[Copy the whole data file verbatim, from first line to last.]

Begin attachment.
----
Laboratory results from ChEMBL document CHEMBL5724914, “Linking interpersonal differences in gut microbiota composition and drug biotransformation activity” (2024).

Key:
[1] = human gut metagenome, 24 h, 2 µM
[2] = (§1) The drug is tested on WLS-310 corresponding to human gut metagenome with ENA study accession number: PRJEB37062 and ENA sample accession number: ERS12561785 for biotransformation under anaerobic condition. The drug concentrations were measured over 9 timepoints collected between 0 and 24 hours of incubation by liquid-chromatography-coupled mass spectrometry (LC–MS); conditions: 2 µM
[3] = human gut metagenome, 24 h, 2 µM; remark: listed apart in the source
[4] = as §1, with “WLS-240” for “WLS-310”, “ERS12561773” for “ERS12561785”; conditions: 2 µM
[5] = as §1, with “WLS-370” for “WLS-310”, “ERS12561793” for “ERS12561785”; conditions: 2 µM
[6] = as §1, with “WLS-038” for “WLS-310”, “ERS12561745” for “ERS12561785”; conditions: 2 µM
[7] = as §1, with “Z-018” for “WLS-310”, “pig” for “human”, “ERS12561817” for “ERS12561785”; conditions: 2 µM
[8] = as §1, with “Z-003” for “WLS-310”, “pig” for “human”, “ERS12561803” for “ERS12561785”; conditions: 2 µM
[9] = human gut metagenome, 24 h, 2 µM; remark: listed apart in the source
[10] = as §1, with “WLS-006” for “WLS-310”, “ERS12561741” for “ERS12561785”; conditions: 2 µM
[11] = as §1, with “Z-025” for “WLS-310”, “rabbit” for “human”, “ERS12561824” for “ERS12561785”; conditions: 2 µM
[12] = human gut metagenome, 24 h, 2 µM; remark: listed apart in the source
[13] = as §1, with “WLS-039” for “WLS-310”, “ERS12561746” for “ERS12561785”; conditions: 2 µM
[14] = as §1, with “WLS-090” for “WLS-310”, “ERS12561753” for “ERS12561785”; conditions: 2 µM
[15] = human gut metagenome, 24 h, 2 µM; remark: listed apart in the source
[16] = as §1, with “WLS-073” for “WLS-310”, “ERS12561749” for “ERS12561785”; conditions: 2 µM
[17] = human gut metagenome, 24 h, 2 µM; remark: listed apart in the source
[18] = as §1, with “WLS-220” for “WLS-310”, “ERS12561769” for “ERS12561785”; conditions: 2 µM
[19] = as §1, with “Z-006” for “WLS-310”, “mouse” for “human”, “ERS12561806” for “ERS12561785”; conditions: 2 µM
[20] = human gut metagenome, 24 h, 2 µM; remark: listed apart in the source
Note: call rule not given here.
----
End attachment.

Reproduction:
Laboratory results from ChEMBL document CHEMBL5724914, “Linking interpersonal differences in gut microbiota composition and drug biotransformation activity” (2024).

Key:
[1] = human gut metagenome, 24 h, 2 µM
[2] = (§1) The drug is tested on WLS-310 corresponding to human gut metagenome with ENA study accession number: PRJEB37062 and ENA sample accession number: ERS12561785 for biotransformation under anaerobic condition. The drug concentrations were measured over 9 timepoints collected between 0 and 24 hours of incubation by liquid-chromatography-coupled mass spectrometry (LC–MS); conditions: 2 µM
[3] = human gut metagenome, 24 h, 2 µM; remark: listed apart in the source
[4] = as §1, with “WLS-240” for “WLS-310”, “ERS12561773” for “ERS12561785”; conditions: 2 µM
[5] = as §1, with “WLS-370” for “WLS-310”, “ERS12561793” for “ERS12561785”; conditions: 2 µM
[6] = as §1, with “WLS-038” for “WLS-310”, “ERS12561745” for “ERS12561785”; conditions: 2 µM
[7] = as §1, with “Z-018” for “WLS-310”, “pig” for “human”, “ERS12561817” for “ERS12561785”; conditions: 2 µM
[8] = as §1, with “Z-003” for “WLS-310”, “pig” for “human”, “ERS12561803” for “ERS12561785”; conditions: 2 µM
[9] = human gut metagenome, 24 h, 2 µM; remark: listed apart in the source
[10] = as §1, with “WLS-006” for “WLS-310”, “ERS12561741” for “ERS12561785”; conditions: 2 µM
[11] = as §1, with “Z-025” for “WLS-310”, “rabbit” for “human”, “ERS12561824” for “ERS12561785”; conditions: 2 µM
[12] = human gut metagenome, 24 h, 2 µM; remark: listed apart in the source
[13] = as §1, with “WLS-039” for “WLS-310”, “ERS12561746” for “ERS12561785”; conditions: 2 µM
[14] = as §1, with “WLS-090” for “WLS-310”, “ERS12561753” for “ERS12561785”; conditions: 2 µM
[15] = human gut metagenome, 24 h, 2 µM; remark: listed apart in the source
[16] = as §1, with “WLS-073” for “WLS-310”, “ERS12561749” for “ERS12561785”; conditions: 2 µM
[17] = human gut metagenome, 24 h, 2 µM; remark: listed apart in the source
[18] = as §1, with “WLS-220” for “WLS-310”, “ERS12561769” for “ERS12561785”; conditions: 2 µM
[19] = as §1, with “Z-006” for “WLS-310”, “mouse” for “human”, “ERS12561806” for “ERS12561785”; conditions: 2 µM
[20] = human gut metagenome, 24 h, 2 µM; remark: listed apart in the source
Note: call rule not given here.